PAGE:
Politics & Policy

The Corner

Botching Aquinas in the New York Times

There’s hardly any argument to be found in Richard Parker’s op-ed in the Times (“Why Christians Must Support Gun Control”), and what little can be found is wrong.

Christianity demands action. It insists on the protection of the innocent. In the 13th century, St. Thomas Aquinas justified war in self-defense, but he also opposed the killing of innocent civilians. “Aquinas holds that causing the death of innocents in a foreseeable manner, whether intentionally or indirectly,” according to the Cambridge divinity scholar Daniel H. Weiss, “is never justified.”

And yet Christian evangelicals, particularly white Southern Baptists, have generally parted ways with Catholics on gun laws.

It is not especially odd that white Southern Baptists have failed to go along with an obvious misinterpretation of Aquinas. If he had held the view attributed to him, it would mean that he had practically endorsed pacifism—since even a just war of self-defense entails foreseeably although unintentionally causing the death of innocents. You’ve never heard that Aquinas was a pacifist? That’s because he wasn’t one.

Anyway, you don’t need to cite Aquinas to show that public authorities should do what they reasonably can to protect innocent people from being killed—a proposition nobody involved in the debate over American gun policy disputes. What  is disputed is whether a prohibition on whatever guns Parker wishes to ban would be a sensible way to advance that end. It is a question that Parker, too busy suggesting that Vice President Mike Pence is an insincere Christian for disagreeing with him, almost entirely ignores.

Ramesh Ponnuru — Ramesh Ponnuru is a senior editor for National Review, a columnist for Bloomberg View, a visiting fellow at the American Enterprise Institute, and a senior fellow at the National Review Institute.

Most Popular

Politics & Policy

Students’ Anti-Gun Views

Are children innocents or are they leaders? Are teenagers fully autonomous decision-makers, or are they lumps of mental clay, still being molded by unfolding brain development? The Left seems to have a particularly hard time deciding these days. Take, for example, the high-school students from Parkland, ... Read More
PC Culture

Kill Chic

We live in a society in which gratuitous violence is the trademark of video games, movies, and popular music. Kill this, shoot that in repugnant detail becomes a race to the visual and spoken bottom. We have gone from Sam Peckinpah’s realistic portrayal of violent death to a gory ritual of metal ripping ... Read More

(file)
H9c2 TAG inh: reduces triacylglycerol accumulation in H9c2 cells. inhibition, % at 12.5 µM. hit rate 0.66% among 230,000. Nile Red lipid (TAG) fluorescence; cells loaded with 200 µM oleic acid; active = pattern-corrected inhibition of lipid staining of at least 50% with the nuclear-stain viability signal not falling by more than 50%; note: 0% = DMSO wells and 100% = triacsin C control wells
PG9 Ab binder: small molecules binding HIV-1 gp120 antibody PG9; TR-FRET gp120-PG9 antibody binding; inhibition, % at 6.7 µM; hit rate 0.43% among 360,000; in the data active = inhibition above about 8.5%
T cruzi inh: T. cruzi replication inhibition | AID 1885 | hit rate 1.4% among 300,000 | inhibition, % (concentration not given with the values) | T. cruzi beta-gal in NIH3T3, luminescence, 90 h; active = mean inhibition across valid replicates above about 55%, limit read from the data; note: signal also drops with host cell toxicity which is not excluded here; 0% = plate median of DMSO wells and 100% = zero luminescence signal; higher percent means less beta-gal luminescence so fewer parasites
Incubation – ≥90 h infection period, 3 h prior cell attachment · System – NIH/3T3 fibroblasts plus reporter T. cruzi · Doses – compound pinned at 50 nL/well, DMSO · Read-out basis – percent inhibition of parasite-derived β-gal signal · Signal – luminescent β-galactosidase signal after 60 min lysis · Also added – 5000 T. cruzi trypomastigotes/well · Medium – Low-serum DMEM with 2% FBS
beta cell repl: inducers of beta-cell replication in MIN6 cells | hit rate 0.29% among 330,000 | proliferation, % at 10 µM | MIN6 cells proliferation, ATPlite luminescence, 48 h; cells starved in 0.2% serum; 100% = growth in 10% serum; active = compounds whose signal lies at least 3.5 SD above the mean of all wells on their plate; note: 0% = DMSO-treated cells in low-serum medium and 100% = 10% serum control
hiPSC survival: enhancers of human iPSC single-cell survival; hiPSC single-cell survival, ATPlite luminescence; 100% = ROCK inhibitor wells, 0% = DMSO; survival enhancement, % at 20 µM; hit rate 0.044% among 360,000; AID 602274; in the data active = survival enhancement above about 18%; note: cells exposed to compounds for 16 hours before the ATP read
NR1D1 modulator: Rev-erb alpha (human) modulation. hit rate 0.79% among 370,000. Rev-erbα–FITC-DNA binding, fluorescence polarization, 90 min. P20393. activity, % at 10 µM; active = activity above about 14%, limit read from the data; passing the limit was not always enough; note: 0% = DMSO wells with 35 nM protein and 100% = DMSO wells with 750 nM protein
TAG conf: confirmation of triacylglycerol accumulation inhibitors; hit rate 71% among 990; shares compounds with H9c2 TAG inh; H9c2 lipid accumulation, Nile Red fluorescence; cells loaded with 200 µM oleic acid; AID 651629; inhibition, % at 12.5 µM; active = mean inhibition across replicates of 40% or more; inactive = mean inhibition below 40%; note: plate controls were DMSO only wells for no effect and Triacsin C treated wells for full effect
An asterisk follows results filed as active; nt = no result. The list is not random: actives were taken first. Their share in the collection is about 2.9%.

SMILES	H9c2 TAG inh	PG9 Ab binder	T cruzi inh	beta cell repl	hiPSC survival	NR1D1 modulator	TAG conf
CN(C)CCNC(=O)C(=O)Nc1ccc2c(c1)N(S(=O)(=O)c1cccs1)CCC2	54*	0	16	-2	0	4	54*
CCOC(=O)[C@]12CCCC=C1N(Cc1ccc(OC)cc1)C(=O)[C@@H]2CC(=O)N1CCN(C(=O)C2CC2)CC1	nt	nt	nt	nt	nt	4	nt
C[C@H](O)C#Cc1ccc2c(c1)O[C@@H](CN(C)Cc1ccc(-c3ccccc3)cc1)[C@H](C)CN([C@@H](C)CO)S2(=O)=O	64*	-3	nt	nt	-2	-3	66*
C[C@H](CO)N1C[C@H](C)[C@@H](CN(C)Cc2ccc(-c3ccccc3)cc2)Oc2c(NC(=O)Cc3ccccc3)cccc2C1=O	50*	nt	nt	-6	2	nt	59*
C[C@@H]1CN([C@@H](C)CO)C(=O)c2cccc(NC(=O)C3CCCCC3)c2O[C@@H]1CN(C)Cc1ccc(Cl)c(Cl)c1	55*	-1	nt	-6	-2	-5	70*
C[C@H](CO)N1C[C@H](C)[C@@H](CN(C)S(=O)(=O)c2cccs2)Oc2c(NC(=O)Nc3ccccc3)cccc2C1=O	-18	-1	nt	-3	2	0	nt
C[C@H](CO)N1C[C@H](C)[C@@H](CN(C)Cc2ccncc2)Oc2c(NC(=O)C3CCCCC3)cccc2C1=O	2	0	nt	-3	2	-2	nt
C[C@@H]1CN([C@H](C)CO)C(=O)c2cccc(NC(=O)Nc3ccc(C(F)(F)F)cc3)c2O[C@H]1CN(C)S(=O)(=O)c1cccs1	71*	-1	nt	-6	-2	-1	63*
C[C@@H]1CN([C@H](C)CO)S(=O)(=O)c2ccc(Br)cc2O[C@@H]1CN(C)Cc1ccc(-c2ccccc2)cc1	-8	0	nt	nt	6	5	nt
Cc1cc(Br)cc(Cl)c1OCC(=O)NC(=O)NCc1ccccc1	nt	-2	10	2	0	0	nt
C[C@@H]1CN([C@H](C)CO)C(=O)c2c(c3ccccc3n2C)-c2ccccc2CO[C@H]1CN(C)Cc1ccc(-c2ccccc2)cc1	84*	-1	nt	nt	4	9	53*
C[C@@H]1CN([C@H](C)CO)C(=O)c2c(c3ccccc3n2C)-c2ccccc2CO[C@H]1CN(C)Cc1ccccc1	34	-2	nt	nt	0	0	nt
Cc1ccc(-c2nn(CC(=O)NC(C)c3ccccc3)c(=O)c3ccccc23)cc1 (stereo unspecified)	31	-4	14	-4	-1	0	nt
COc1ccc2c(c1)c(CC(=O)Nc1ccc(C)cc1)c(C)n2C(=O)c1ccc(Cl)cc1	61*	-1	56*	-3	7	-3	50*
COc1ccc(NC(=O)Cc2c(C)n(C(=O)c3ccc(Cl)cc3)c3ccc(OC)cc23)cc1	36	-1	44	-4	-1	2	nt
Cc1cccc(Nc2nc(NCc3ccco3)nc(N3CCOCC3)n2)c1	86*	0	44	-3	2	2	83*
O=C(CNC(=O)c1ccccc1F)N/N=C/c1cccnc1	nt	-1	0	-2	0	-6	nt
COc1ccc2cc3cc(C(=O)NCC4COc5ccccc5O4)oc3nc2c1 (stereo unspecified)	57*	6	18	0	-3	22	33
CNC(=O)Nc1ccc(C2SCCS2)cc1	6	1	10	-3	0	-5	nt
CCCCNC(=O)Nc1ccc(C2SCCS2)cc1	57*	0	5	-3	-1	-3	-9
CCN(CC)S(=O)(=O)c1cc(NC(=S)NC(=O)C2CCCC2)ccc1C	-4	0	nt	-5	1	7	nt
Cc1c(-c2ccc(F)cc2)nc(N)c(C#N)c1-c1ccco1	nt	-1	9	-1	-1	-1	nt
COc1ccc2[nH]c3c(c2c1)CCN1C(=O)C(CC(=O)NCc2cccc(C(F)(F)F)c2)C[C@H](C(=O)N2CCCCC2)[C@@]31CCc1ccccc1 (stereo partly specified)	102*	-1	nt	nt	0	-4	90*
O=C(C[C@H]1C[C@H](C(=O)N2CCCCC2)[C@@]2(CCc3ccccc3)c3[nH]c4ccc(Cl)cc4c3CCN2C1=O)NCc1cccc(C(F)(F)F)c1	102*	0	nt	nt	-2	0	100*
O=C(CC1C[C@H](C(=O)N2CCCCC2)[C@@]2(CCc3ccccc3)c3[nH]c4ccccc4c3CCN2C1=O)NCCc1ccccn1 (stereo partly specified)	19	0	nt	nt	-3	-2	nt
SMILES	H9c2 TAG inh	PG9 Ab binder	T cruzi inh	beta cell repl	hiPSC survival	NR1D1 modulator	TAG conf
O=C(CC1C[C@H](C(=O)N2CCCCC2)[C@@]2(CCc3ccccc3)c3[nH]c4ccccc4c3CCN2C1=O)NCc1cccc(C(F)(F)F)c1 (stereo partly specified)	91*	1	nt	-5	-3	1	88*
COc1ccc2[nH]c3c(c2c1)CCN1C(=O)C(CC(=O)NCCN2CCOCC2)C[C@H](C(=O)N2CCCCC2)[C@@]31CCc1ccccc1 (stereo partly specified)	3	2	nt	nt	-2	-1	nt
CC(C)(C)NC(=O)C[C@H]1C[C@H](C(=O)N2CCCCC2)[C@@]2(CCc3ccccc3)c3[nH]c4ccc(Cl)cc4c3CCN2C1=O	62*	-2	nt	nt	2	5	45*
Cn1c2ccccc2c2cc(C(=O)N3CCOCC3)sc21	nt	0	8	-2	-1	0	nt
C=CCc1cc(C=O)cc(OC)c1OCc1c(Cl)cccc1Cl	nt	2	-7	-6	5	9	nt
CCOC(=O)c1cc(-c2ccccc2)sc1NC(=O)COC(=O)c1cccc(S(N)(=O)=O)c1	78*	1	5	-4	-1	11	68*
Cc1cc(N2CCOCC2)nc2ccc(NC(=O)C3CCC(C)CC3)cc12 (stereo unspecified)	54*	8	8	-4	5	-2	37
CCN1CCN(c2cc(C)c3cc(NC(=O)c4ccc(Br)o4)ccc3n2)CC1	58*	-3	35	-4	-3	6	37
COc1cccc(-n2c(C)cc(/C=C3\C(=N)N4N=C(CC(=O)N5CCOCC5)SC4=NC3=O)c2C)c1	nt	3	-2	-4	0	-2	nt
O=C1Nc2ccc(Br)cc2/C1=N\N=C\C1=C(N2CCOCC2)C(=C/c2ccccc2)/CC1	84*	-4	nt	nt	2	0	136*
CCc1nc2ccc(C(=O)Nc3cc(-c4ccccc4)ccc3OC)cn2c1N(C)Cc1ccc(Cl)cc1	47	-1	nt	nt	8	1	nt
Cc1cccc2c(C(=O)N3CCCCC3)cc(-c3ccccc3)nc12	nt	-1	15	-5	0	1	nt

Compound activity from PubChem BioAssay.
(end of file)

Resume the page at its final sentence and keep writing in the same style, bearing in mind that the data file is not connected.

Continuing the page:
Elections

Romney Is a Misfit for America

Mitt’s back. The former governor of Massachusetts and occasional native son of Michigan has a new persona: Mr. Utah. He’s going to bring Utah conservatism to the whole Republican party and to the country at large. Wholesome, efficient, industrious, faithful. “Utah has a lot to teach the politicians in ... Read More
Law & the Courts

What the Second Amendment Means Today

The horrifying school massacre in Parkland, Fla., has prompted another national debate about guns. Unfortunately, it seems that these conversations are never terribly constructive — they are too often dominated by screeching extremists on both sides of the aisle and armchair pundits who offer sweeping opinions ... Read More
U.S.

Fire the FBI Chief

American government is supposed to look and sound like George Washington. What it actually looks and sounds like is Henry Hill from Goodfellas: bad suit, hand out, intoning the eternal mantra: “F*** you, pay me.” American government mostly works by interposition, standing between us, the free people at ... Read More
Film & TV

Black Panther’s Circle of Hype

The Marvel Cinematic Universe (MCU) first infantilizes its audience, then banalizes it, and, finally, controls it through marketing. This commercial strategy, geared toward adolescents of all ages, resembles the Democratic party’s political manipulation of black Americans, targeting that audience through its ... Read More